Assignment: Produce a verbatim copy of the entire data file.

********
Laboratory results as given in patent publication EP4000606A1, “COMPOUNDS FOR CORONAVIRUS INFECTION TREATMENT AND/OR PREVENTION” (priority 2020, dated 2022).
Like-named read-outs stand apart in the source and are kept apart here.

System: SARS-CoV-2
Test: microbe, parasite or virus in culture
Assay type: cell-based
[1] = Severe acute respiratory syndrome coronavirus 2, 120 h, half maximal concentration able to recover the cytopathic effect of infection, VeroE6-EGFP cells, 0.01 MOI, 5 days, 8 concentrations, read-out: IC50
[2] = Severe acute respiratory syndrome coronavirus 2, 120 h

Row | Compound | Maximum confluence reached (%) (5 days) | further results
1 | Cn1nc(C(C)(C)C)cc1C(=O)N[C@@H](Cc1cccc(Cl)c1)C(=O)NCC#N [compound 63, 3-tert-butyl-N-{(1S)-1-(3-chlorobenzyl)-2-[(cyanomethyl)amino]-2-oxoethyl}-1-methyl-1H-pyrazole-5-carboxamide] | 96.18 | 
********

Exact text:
Laboratory results as given in patent publication EP4000606A1, “COMPOUNDS FOR CORONAVIRUS INFECTION TREATMENT AND/OR PREVENTION” (priority 2020, dated 2022).
Like-named read-outs stand apart in the source and are kept apart here.

System: SARS-CoV-2
Test: microbe, parasite or virus in culture
Assay type: cell-based
[1] = Severe acute respiratory syndrome coronavirus 2, 120 h, half maximal concentration able to recover the cytopathic effect of infection, VeroE6-EGFP cells, 0.01 MOI, 5 days, 8 concentrations, read-out: IC50
[2] = Severe acute respiratory syndrome coronavirus 2, 120 h

Row | Compound | Maximum confluence reached (%) (5 days) | further results
1 | Cn1nc(C(C)(C)C)cc1C(=O)N[C@@H](Cc1cccc(Cl)c1)C(=O)NCC#N [compound 63, 3-tert-butyl-N-{(1S)-1-(3-chlorobenzyl)-2-[(cyanomethyl)amino]-2-oxoethyl}-1-methyl-1H-pyrazole-5-carboxamide] | 96.18 | 